After seeing this doco, I fell in love with Suzi Quatro all over again. Growing up she was the “it” girl for me – this sexy, dynamic bass player and singer with that gravelly voice … all dressed in leather. I loved songs like “Devil Gate Drive”, “48 Crash”, “The Wild One”, “Stumblin’ In” and “If You Can’t Give Me Love”. And Quatro wasn’t a stage name – she was born Susan Kay Quatro.
We learn a heap about her and her family and music ties. Born into a musical family in working class Detroit, all the kids became involved in the music business. First, they formed an all-girl band before Suzi was recognised as the standout and transported alone to London, which didn’t sit well with some members of the clan. With talented people around her, “Can the Can” became her first number one hit in 1973. Others followed, although like ABBA, Australia was her consistent bedrock. She was big in the UK too and parts of Europe, but mega success in her home country eluded her. Mind you, a memorable stint in the hit TV series Happy Days certainly boosted her profile.
Featuring more than three dozen interviews and a surfeit of home video, Suzi Q casts a keen eye on the show biz persona and personal life of a highly talented artist and performer. She was a natural. She knew what to do on stage in front of an audience. She was the consummate entertainer. Her brilliant smile, coupled with her good looks and musicality made her the complete package.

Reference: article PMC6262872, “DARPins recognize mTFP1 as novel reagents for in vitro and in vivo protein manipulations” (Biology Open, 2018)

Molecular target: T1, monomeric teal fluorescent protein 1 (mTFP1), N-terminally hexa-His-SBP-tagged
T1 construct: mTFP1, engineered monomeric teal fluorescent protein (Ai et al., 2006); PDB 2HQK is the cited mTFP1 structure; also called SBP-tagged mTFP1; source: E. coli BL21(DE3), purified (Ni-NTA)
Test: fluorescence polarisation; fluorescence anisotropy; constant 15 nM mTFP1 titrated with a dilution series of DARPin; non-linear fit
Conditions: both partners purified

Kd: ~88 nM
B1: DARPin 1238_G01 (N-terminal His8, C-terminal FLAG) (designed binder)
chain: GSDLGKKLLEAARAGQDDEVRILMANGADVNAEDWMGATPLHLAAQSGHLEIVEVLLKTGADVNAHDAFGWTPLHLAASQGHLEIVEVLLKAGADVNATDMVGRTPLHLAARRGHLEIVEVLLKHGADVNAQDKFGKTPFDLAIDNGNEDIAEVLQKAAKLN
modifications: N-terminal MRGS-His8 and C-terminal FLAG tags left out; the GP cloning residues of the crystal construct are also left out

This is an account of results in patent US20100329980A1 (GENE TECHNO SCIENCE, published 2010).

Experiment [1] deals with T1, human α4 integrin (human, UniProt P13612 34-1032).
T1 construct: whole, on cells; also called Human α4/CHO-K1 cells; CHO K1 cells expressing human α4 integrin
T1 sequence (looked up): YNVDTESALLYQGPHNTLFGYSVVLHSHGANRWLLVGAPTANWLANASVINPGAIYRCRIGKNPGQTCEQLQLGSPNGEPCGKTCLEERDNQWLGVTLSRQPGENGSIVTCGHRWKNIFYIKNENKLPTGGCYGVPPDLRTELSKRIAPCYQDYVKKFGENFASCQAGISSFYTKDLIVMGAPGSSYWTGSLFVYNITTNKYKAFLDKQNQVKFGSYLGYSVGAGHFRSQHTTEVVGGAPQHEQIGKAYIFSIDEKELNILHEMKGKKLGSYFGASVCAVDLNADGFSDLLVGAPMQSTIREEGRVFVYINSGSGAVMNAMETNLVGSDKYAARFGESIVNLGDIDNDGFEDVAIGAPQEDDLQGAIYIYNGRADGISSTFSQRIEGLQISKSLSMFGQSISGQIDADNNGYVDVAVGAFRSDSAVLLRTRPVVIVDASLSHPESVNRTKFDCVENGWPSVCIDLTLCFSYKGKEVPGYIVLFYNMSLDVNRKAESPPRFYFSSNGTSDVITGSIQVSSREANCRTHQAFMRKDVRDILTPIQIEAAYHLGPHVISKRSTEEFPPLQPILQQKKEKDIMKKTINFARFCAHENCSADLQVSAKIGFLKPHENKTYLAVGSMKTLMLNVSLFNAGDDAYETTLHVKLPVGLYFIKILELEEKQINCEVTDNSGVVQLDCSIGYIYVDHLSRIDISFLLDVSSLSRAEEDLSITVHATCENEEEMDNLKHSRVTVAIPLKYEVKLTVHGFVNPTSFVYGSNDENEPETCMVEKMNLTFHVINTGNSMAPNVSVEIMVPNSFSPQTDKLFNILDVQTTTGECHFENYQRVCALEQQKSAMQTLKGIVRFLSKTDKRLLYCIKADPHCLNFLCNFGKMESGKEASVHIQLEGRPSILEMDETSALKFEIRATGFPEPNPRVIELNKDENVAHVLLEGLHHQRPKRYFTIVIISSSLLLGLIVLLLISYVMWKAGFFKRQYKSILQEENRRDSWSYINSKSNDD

Even though she didn’t highlight her gender, she forged a role for women in the business which wasn’t there previously. The likes of Joan Jett and Blondie, who are also interviewed, followed.
Although she never finished school, Quatro comes across as smart and savvy. Apart from singing, strumming and TV acting, she has had a diversified career. Punctuated by clips of her performing, Suzi Q paints the picture of ambition realised with a few missteps along the way. She is real – disarmingly honest – and unlike so many others who found fame, stayed away from drugs.
Australian filmmakers Liam Firmager (director) and Tait Brady (producer) worked on the doco for four and a half years on three continents; and it shows.
Suzi Q is well worth seeing (there are 42 songs featured).
Other reviews you might enjoy:
- Midnight Oil 1984 – movie review
- Working Class Boy – movie review
- Mystify: Michael Hutchence – movie review
Alex First is a Melbourne based journalist and communications specialist. He contributes to The Blurb on film and theatre.